United States Olympic officials said they learned lessons from the Tokyo Games on supporting athletes’ mental health, taking a proactive approach in Beijing where isolation and COVID-19 fears have piled on more stress.
Gymnast Simone Biles, a four-time gold medallist, rewrote the playbook on mental health in Tokyo, championing athlete wellbeing in a conversation once seen as taboo that nonetheless resonated from the Summer Games to the Winter.
The U.S. Olympic and Paralympic Committee (USOPC) conducted mental health screens around anxiety and depression last year to get a sense of where athletes were prior to the Beijing Games and have brought a raft of mental health resources to the competition.
“One of the pieces of feedback we got after Tokyo was, ‘Well I didn’t have a crisis, so I didn’t reach out,'” USOPC mental health services director Jessica Bartley told Reuters.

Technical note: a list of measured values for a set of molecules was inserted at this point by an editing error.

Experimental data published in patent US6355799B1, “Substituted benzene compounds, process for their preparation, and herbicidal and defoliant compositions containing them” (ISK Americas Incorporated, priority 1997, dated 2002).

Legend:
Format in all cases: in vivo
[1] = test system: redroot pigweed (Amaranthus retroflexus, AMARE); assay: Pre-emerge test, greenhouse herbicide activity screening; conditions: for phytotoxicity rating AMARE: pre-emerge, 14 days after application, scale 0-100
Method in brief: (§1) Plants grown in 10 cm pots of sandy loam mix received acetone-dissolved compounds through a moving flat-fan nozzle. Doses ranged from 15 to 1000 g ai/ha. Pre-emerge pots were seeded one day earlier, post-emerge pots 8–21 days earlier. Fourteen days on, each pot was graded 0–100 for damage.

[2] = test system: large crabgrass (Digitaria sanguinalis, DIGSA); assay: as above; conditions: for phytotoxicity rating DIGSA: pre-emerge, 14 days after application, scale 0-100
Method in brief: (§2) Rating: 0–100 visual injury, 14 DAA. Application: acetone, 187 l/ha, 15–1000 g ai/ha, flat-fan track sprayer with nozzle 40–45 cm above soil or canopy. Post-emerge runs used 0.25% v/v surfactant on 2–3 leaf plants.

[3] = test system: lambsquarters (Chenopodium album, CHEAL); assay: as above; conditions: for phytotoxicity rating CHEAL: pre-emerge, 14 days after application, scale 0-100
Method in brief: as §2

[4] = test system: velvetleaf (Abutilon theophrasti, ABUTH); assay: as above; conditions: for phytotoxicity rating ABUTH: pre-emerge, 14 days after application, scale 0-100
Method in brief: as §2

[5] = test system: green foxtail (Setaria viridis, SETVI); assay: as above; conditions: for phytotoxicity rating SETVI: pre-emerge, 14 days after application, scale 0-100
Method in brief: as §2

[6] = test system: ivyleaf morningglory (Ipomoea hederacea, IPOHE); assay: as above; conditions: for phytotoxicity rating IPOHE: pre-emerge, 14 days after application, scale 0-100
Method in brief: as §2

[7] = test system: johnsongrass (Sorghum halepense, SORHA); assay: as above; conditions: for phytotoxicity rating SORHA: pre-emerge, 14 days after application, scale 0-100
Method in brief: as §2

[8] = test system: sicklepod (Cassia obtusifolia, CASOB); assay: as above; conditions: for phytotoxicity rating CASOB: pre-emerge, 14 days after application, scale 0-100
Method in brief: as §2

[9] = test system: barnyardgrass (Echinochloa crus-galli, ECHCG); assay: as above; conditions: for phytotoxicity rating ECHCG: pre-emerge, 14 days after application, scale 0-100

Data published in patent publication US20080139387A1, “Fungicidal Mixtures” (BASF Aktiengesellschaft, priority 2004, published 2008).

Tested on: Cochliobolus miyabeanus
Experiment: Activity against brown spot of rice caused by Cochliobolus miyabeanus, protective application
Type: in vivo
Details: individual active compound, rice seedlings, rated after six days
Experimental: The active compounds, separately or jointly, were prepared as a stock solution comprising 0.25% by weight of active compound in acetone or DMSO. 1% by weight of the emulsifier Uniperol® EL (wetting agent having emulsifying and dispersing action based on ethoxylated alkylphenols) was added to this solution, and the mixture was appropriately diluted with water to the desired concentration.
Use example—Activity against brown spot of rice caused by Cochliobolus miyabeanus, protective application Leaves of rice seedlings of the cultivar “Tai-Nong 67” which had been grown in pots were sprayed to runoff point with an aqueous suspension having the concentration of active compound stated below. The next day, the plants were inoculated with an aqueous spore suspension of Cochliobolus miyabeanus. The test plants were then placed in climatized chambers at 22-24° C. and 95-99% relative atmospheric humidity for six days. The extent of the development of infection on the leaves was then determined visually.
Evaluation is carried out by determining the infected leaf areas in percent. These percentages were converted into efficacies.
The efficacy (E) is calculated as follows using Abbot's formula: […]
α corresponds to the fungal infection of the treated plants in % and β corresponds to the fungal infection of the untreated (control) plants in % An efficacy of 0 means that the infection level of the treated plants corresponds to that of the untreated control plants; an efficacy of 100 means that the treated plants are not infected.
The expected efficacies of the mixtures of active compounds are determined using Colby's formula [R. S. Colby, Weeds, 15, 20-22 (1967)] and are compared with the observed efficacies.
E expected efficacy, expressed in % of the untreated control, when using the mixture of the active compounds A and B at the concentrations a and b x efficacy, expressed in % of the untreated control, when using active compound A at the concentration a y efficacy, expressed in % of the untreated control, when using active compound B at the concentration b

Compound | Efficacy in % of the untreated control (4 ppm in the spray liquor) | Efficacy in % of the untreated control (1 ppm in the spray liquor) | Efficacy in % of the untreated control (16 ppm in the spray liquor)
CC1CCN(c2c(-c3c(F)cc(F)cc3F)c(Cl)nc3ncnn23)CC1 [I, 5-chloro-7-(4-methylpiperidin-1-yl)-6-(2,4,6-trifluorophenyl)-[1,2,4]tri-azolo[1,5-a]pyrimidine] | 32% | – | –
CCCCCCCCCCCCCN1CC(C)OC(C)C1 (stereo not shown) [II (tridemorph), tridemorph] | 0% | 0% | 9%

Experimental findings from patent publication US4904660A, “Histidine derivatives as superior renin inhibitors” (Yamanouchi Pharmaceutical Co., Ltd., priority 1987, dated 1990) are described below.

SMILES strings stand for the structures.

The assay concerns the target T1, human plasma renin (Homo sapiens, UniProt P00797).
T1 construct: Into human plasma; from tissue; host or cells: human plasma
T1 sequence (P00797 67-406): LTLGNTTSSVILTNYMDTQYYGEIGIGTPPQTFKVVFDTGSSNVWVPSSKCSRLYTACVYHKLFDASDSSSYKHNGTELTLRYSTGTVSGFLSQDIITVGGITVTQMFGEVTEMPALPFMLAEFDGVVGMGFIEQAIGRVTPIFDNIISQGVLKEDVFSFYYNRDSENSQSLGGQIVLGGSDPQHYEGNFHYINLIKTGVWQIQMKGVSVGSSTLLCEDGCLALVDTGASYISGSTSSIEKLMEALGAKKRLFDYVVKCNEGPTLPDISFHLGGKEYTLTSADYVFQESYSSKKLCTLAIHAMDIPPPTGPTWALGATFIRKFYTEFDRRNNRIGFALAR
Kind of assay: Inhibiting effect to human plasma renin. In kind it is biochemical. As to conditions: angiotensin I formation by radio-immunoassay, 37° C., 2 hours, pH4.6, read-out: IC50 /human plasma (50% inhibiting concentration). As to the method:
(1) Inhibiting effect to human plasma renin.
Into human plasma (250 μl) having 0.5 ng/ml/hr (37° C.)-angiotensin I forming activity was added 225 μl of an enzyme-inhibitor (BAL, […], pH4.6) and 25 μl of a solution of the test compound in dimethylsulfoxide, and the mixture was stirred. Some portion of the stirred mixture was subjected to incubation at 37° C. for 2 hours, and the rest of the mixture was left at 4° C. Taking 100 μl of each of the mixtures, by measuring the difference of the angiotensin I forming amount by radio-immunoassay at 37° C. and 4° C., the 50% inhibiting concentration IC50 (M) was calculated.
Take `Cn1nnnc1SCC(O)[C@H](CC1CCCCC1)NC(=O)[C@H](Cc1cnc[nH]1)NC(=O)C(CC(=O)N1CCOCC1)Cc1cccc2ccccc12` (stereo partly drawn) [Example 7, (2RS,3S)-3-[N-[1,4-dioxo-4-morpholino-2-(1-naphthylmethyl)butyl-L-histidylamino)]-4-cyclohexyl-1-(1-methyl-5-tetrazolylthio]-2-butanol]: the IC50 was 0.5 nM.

“And so we were trying to be very clear that we’re not here just for crisis. We’re there for prevention and maintenance and mental health.”
As though the stresses of competing on the world’s biggest stage weren’t great enough, competitors at the Beijing Games contend with isolation and anxiety over whether a COVID-19 positive test could scuttle their Olympic dreams.
American figure skater Vincent Zhou became the latest to see his Olympic dreams shattered by the pandemic, announcing on Monday that he had withdrawn from this week’s men’s singles competition after testing positive.
“Some athletes are losing sleep over that,” said Bartley, hired in September 2020 in what was hailed as a “first-of-its-kind” role with the USOPC.
“Some of our athletes are even just staying in their rooms before competing so they’ll do training and then just really kind of keep to themselves and not be as engaged in some of the activities that are going on in the Games.”
Routine checks with athletes are part of Team USA’s holistic approach, with team building activities, movies and games also made available to help ease stress.
Bartley, a former collegiate soccer player with a doctorate in clinical psychology, said she hopes to help end outdated ideas around mental health and performance.
“I was of the generation of athletes who would suck it up and rub some dirt on it,” Bartley said.
“What we’re actually finding – and there is science and literature behind (it) – is the fact that to address an issue before it becomes a crisis or to work with somebody around their mental health can make them a stronger athlete.”